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BUMP 1 5782
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sorry that bum should have read 5779
annual bump 1 5770
bump 1June 10, 2016 2:11 am at 2:11 am in reply to: Labeled OU-D but no dairy ingredients. Why then is it OU-D? #1155127
they are labeled as non-dairy not for kashrus or allergy reasons,
but to make it clear to purchasers that they are not buying milk or cream.
this does not mean to say (as it would seem to a kosher consumer)
that no ingredient is derived from milk.
reminder: most of the comments are irellevant or non-sequitor.
if you are wondering, ask a rav.
I know I am going to be sorry for this,
rav moshe zatsal wrote that bas mitsva is not seudas mitsvah.
not because it is any less worth celebrating her new status, but because there are certain guidelines as to what costitutes a seudas mitsvah and this doesn’t meet those guidelines.
the debreciner, in his tshuva sefer be’er moshe
comes to the same conclusion. (he apparently was not aware of rav moshe’s tshuva but decided this on his own.)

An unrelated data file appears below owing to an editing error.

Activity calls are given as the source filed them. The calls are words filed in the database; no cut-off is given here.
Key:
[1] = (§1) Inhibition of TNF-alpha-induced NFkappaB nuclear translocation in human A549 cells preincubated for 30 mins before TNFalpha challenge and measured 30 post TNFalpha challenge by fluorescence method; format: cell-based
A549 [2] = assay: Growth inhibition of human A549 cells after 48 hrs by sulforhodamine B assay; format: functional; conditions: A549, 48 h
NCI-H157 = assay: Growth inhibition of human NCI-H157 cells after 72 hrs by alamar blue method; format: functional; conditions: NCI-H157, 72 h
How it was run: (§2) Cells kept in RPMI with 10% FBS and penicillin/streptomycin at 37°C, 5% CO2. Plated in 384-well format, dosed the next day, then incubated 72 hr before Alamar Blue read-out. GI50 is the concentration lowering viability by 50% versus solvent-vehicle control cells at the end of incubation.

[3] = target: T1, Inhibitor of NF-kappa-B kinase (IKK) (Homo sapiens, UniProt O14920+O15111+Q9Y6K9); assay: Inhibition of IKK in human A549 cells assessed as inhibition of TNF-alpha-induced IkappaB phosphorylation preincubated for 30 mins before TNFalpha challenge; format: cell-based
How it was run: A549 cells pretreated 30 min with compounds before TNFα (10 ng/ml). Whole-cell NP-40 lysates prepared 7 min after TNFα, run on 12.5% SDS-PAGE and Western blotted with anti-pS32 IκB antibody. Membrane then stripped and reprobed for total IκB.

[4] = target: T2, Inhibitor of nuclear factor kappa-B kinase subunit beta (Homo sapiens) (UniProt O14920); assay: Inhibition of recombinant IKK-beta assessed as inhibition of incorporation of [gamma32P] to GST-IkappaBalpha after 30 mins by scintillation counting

he writes that when asked, his first reaction was, “Why not. what’s the difference?”, but after looking into the matter, he concluded it was not a seudas mitsvah.
over and out.
bump 2 of three.
Just my annual reminder of an obvious point that is sometimes overlooked.
Hope the message gets through despite the l’tzonus and irrelavancies.
“A similar problem is the belief that it can cause damage to the hearing of everybody, not just the elderly.”
zoos sell food for visitors to feed to animals.
this food is likely chomets and must not be purchased by jews during pesach.
(to rebyidd23, matzoh is not like grass and would not be easier on ruminants than humans)
Once again, it is forbidden to own chomets. Feeding the chomets to an animal you do not own for the pleasure of doing so,
may possibly be called having benefit from the chomets.
but you can’t buy it in the first place, so feeding it to the animals may be a SECOND averah. I know you mean well, unlike some of the posters here, but you are just clouding a very simple issue.
There is really nothing more to be said.
I will bump this once or twice more so that more people will see it.
You are not allowed to own chometz on pesach.
When you buy the animal feed you own it. What you do with it after you buy does not affect the avera of owning it.
Issues about who owns the animals are not relevant.
You must not own chomtz on pesach.
And by the way, it is forbidden to own chometz on pesach.
Oh and don’t forget, one may not buy or own chometz on pesach.
what a disgusting place this is.
bump 1 of 3 5774August 12, 2013 7:40 pm at 7:40 pm in reply to: How far must one listen to Gedolim (re: elections)? #970994
last week, (right after laining pashas re’eh,